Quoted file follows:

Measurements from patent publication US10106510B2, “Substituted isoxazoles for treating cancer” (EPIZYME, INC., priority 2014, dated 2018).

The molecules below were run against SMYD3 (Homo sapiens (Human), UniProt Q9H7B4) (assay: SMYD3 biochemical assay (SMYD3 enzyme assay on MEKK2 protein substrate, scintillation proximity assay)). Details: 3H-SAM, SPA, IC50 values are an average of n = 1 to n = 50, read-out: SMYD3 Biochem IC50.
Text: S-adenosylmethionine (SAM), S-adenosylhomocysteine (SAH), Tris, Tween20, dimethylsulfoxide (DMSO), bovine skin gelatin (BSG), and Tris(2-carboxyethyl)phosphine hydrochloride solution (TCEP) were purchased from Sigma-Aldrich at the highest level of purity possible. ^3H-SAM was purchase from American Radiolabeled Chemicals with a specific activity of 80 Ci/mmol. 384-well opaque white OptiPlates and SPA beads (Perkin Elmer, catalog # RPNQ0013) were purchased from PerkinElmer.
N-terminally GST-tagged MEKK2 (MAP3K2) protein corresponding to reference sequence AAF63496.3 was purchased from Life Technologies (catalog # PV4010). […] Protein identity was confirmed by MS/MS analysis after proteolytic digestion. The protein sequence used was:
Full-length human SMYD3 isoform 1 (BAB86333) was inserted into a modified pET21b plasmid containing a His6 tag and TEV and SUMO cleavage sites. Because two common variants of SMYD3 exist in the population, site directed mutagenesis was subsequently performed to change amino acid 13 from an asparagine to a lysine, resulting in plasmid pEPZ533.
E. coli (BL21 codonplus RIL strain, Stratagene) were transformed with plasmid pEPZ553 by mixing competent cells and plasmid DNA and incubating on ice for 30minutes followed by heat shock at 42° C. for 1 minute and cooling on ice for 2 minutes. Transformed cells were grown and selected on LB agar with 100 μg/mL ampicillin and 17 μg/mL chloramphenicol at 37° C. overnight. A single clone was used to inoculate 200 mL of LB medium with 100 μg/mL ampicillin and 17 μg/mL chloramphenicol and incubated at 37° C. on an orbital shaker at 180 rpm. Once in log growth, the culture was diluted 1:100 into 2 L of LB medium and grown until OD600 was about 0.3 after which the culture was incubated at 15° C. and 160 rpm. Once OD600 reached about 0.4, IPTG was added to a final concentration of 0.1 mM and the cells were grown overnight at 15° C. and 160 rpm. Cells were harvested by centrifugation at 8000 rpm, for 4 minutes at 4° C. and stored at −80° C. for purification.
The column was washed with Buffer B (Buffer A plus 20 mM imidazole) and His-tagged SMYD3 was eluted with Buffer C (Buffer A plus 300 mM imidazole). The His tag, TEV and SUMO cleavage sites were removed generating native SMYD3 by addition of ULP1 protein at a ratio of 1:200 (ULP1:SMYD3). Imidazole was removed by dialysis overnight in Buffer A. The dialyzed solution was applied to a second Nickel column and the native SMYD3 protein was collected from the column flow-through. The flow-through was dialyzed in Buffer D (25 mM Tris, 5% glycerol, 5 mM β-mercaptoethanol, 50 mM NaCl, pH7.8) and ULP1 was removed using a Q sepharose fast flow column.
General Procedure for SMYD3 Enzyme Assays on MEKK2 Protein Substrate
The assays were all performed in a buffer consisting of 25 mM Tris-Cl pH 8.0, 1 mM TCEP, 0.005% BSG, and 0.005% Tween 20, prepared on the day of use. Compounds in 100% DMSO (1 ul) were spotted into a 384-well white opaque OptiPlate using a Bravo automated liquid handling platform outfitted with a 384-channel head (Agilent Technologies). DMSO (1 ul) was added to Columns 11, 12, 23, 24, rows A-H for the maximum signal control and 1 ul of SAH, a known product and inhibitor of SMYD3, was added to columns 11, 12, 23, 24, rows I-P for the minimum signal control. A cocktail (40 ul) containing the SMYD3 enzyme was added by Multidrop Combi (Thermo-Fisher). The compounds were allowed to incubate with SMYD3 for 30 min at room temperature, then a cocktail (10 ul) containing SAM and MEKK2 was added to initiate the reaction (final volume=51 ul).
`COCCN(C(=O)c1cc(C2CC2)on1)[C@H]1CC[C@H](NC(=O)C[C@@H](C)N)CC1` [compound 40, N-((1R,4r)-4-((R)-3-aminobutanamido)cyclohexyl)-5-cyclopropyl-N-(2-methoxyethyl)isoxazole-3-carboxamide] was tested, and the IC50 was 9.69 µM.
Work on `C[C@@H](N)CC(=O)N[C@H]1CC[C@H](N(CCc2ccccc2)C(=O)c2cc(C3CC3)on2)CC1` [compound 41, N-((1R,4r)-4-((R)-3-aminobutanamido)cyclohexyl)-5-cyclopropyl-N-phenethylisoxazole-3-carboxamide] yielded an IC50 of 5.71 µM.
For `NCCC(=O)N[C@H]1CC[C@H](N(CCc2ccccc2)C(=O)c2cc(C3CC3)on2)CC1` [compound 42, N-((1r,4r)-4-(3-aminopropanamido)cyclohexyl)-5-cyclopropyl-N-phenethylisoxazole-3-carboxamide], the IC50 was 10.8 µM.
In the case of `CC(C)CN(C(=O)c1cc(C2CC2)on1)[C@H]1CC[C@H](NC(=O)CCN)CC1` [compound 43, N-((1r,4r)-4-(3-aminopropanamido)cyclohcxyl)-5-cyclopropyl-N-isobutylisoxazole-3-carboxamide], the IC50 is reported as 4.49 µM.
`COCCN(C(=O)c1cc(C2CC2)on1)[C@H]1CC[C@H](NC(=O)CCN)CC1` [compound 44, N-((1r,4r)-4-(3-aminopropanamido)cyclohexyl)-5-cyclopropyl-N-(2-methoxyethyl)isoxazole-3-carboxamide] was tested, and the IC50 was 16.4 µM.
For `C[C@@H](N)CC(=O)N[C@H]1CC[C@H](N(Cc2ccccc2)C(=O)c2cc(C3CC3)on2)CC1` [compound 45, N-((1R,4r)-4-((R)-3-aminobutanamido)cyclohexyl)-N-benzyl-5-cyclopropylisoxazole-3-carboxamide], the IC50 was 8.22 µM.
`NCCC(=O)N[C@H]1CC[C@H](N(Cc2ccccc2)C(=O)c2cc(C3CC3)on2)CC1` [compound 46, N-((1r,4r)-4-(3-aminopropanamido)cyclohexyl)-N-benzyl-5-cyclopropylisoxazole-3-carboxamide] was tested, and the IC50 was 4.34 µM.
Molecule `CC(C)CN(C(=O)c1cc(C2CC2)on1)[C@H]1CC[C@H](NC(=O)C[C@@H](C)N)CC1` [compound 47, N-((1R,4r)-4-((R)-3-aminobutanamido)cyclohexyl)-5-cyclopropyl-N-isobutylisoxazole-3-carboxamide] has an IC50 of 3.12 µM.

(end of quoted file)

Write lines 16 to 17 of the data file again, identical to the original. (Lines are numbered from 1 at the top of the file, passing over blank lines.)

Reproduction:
`NCCC(=O)N[C@H]1CC[C@H](N(Cc2ccccc2)C(=O)c2cc(C3CC3)on2)CC1` [compound 46, N-((1r,4r)-4-(3-aminopropanamido)cyclohexyl)-N-benzyl-5-cyclopropylisoxazole-3-carboxamide] was tested, and the IC50 was 4.34 µM.
Molecule `CC(C)CN(C(=O)c1cc(C2CC2)on1)[C@H]1CC[C@H](NC(=O)C[C@@H](C)N)CC1` [compound 47, N-((1R,4r)-4-((R)-3-aminobutanamido)cyclohexyl)-5-cyclopropyl-N-isobutylisoxazole-3-carboxamide] has an IC50 of 3.12 µM.